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A Case To Follow: Doctor Patient Confidentiality Challenged

Yesterday, I was reading the New York Times and I stumbled upon this article.   The article is an one person’s opinion, but it links to the trial documents which give more detail.

The article is about a case in Washington State that has relevance to everyone with a mental illness. The case involves a psychiatrist who is being sued for not warning victims of an eventual murder that they were in danger.

The client (perpetrator) never made a specific threat against the people he murdered. So, the question is how was the doctor to know that his client was a danger to people where no specific threat was made? The original court decided in the psychiatrist’s favor, but an appeal court overturned that decision, and claimed that a psychiatrist should warn “all foreseeable victims.”

This is a big deal, and the outcome of this case has the potential to impact all of us who regularly see a psychiatrist as a part of our treatment.

I have to say, if I was psychotic (which I have been many times) and my doctor thought I was a threat to myself or anyone else, I would want my doctor to have me hospitalized. I would not want to risk any injuries to me or anyone else – it simply isn’t worth it. But I would not want my doctor to call people who s/he thought I might harm (like a boss, or old boyfriend, or something) and tell them they were possibly at risk of being injured by me.

First of all, I have never been homicidal, and statistics show that most people with a mental illness are much more likely to be a danger to themselves than anyone else, but statistics aside, there is too much room for error here for me to be comfortable.  Notifying people that they may be at risk when the client has made no specific threat seems like it is going to harm many people with a mental illness. Can you imagine someone’s boss getting that call?  I know the outcome of the case is supposed to protect people, and I am all for protecting people, but the privacy of the mentally ill, and their willingness to trust their psychiatrist, is also critical.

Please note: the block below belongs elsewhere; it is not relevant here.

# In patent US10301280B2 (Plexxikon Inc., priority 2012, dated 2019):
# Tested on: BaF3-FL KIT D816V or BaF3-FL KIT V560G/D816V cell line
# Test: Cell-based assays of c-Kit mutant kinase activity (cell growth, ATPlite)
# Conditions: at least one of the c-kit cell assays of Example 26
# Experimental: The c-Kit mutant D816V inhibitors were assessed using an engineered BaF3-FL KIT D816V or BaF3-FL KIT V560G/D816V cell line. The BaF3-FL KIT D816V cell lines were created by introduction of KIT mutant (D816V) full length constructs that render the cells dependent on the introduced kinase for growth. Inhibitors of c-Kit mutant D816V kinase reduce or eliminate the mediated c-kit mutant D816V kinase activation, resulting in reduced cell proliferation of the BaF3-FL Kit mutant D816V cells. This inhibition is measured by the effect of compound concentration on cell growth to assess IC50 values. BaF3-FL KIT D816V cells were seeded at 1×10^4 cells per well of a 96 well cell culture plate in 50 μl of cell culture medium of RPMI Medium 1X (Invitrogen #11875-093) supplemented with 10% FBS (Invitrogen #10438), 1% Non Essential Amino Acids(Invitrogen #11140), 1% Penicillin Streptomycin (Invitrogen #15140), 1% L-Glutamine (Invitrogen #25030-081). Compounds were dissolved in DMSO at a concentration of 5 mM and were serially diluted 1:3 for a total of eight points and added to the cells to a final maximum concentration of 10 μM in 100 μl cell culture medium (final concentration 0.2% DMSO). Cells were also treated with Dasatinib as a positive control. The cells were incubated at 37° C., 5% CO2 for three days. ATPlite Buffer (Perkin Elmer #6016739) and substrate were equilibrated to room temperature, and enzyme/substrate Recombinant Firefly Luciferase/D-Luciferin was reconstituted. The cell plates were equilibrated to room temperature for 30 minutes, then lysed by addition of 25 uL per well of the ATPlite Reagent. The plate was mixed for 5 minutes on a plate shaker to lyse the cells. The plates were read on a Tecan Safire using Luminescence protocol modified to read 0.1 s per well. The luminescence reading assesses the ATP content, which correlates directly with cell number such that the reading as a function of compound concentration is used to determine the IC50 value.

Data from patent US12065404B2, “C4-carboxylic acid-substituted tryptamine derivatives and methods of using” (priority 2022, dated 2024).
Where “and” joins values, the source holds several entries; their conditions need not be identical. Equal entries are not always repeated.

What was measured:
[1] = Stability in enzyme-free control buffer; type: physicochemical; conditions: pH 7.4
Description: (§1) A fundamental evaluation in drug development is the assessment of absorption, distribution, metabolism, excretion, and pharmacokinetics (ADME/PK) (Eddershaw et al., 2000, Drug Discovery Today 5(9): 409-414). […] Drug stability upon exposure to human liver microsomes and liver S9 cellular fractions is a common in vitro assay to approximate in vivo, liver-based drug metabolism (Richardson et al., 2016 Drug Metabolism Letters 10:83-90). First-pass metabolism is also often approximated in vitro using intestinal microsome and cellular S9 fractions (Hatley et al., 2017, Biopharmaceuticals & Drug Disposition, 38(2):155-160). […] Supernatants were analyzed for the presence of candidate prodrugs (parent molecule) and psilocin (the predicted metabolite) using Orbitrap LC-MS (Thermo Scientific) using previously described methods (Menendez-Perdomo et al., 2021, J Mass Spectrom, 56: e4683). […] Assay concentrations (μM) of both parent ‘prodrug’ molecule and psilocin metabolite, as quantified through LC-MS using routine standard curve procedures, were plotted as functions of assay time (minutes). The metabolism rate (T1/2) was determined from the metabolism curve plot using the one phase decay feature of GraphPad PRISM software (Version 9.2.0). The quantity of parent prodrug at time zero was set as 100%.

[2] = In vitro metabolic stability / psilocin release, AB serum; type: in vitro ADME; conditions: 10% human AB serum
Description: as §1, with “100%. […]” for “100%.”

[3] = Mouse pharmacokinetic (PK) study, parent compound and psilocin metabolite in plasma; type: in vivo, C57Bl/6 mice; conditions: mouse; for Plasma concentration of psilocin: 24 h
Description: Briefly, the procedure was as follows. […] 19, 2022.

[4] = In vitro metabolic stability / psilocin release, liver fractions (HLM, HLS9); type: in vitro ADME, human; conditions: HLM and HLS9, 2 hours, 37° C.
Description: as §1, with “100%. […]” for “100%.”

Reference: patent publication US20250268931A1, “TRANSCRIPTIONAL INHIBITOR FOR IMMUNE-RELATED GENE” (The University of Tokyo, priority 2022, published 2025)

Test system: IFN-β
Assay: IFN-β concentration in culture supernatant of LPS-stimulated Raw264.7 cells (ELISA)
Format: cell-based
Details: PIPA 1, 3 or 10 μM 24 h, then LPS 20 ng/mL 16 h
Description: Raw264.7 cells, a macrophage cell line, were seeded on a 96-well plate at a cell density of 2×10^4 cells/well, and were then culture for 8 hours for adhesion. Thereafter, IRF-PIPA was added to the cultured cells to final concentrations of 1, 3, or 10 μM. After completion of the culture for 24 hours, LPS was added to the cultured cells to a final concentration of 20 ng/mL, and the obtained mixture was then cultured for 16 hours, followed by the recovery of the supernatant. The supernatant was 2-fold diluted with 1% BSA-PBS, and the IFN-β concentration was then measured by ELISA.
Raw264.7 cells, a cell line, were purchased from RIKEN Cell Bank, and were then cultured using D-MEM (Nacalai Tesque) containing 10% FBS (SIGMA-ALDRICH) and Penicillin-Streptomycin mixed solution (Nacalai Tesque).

People frequently complain that the untreated mentally ill pose a risk to society. I don’t know how accurate that belief is, but if people who need treatment feel like their psychiatrist is free to call people and “warn” them of risk (that may or may not be present) then less people are going to seek treatment than ever before.

This seems like a case, if decided against the psychiatrist has the potential to do much more harm than good.

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A Case To Follow: Doctor Patient Confidentiality Challenged


Rebecca Chamaa


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APA Reference
Chamaa, R. (2015). A Case To Follow: Doctor Patient Confidentiality Challenged. Psych Central. Retrieved on September 16, 2019, from https://blogs.psychcentral.com/schizophrenia-life/2015/11/a-case-to-follow-doctor-patient-confidentiality-challenged/

 

Last updated: 20 Nov 2015
Statement of review: Psych Central does not review the content that appears in our blog network (blogs.psychcentral.com) prior to publication. All opinions expressed herein are exclusively those of the author alone, and do not reflect the views of the editorial staff or management of Psych Central. Published on PsychCentral.com. All rights reserved.